I always find logistics to be the hardest part of traveling solo. Going to the bathroom while at a bus top with your backpacks never seems to get easier for me.

    But, my favorite part of traveling solo is that it opens up the opportunity to meet some of the most incredible people.

    Thanks for sharing. I love promoting solo travel, and have joined a company to make it easier for people to do so.

  2. Yes to all of this! And especially “I never feel stronger than when I fail, cry it out alone, and somehow manage to pick up the pieces and keep going.”

    I think sometimes people have this expectation that travel is going to be one amazing day after another. That’s not true of my day-to-day life, so why would it be true when I’m traveling, whether I’m alone or not? Some days are going to suck, but some are going to be spectacular beyond anything I could have imagined.

  3. I totally agree that solo travel can be scary. Navigating the Paris metro system at night was a completely different story than doing so by day. I’m sure everyone around me could tell I was nervous too, but I simply couldn’t help it. I still haven’t gotten used to being totally confident travelling alone.

  4. Hi guys. i’m luisa. Brazilian, living in Florida. I’m 19. And I have a dream to travel the world but i still have many questions. i would love to go on a road trip with someone who understands me. People around me just think i am delusional about this ”travel thing”.. i mean, i don’t wanna have a degree or have a job. I would rather kill myself than have a regular boring job in a boring life. i wanna go places, i wanna explore. I wanna sleep under palm trees and feel the breeze.. i wanna sleep in the car and take pictures of the sunrise.. i wanna dance in the rain.. i wanna FEEL ALIVE. Most people just live to work, money, material stuff. I don’t wanna that life.. I wanna live to see the beauty of the world. I wanna so much more than ”a regular life” …honestly if you have the chance to go places.. and get lost , you are richer than someone who has millions of dollars but spend the time inside of an office. So I wanna fulfill my dream, make them come true. But i don’t know how to set realistic goals, I don’t know how to start, i don’t know anything yet. If someone can talk to me.. or help me somehow, I will be eternally grateful. <3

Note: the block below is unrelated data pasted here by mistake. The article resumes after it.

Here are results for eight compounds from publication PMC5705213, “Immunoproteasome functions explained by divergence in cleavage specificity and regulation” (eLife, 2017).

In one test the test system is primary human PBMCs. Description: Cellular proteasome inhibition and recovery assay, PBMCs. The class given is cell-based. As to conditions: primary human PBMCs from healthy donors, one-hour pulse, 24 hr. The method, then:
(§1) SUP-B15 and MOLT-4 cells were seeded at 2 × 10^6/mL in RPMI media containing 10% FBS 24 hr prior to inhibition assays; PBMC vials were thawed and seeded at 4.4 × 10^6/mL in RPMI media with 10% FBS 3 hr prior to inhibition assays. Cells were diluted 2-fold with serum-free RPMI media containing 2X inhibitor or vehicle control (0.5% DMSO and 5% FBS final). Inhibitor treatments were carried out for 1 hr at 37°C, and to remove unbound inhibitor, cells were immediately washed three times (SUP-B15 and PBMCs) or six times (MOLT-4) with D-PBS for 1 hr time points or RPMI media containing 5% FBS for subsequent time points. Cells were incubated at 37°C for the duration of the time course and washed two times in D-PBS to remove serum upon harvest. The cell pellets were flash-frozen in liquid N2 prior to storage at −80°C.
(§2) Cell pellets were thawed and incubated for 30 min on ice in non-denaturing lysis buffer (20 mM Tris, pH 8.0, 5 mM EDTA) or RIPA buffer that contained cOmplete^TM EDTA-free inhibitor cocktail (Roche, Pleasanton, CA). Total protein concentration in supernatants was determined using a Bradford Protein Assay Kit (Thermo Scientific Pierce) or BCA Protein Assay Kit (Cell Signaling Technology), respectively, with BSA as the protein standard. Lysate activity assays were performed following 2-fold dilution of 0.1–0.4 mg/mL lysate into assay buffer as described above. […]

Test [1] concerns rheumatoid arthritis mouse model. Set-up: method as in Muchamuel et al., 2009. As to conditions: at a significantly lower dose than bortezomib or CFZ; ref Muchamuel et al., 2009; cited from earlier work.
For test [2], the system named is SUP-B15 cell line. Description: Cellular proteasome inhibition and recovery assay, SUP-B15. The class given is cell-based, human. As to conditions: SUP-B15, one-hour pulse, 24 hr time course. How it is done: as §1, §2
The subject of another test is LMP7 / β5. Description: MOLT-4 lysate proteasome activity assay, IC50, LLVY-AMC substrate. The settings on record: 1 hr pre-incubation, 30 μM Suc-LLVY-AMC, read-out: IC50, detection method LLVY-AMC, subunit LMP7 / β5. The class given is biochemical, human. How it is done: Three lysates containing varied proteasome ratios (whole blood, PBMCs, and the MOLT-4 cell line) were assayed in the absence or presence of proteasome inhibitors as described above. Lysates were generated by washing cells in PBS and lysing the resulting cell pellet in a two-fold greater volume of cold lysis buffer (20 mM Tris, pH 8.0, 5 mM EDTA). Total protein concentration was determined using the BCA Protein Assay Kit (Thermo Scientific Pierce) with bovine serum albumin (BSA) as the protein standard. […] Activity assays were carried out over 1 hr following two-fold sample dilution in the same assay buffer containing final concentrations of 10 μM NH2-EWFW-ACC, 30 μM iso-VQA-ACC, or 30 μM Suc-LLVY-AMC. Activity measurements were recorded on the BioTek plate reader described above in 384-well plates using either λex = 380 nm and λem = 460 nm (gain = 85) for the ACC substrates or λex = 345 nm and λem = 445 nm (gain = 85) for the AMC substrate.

1. The best thing you can do is take the plunge! Just pick a place you want to go to and work against that. You can work in hostels as you travel or teach Portuguese or English :). Many people blog about how to make money while traveling. Google that and you’ll get some trips on how you can support yourself. I’m happy to give some advice if you like!

  5. Sometimes it takes the challenges and uncomfortable aspects of travel to make the awesome things about travel all the better … I agree 100% with you!

  6. Thanks for your honesty, Jessica! I’m a solo traveler myself and spend a lot of time telling other women that solo travel is amazing and life-changing. But it does get lonely at times and it can feel awkward when you sit in a restaurant alone and don’t want to hide behind your phone for the entire meal. We shouldn’t glorify solo travel. It’s better to give people a realistic idea of how it’s going to be so they’re prepared. I still think solo travel is absolutely wonderful, but like travel in general, it comes with its ups and downs.

    1. I totally agree Mariam that we shouldn’t glorify solo travel. I think everyone should give it a try because it has its perks but also has its downsides. But I’d rather go then not go at all!

    1. Can’t speak for Jessica, but I usually just ask a friendly stranger to snap a photo, or else I take selfies.

  7. so true! except when people ask me I tend to gloss over these aspects and go straight to the “you meet plenty of people” line because I know that they think thatsolo travellers literally stay mute for the entire duration of the trip. I find it has faaaar fewer lows than travelling with an uncompatible buddy and yes it has lonely moments; but who doesn’t have low moments at work? travelling? in a relationship? Going alone is better than not going at all and I find it MUCH more fun and more exciting than going with someone.

  8. It’s true that traveling solo can get lonely and I can only imagine how frustrating your sunset table for one must have been… but it is absolutely worth it.

    Living in Spain and traveling throughout Europe I’ve been so surprised how impressed locals (mostly women) are that I so often travel alone. Many of them literally tell me that they could never do it – it’s surprising to me! No, traveling solo isn’t always perfect, but when it’s that or staying home, to me it’s a no brainer. Thanks for sharing!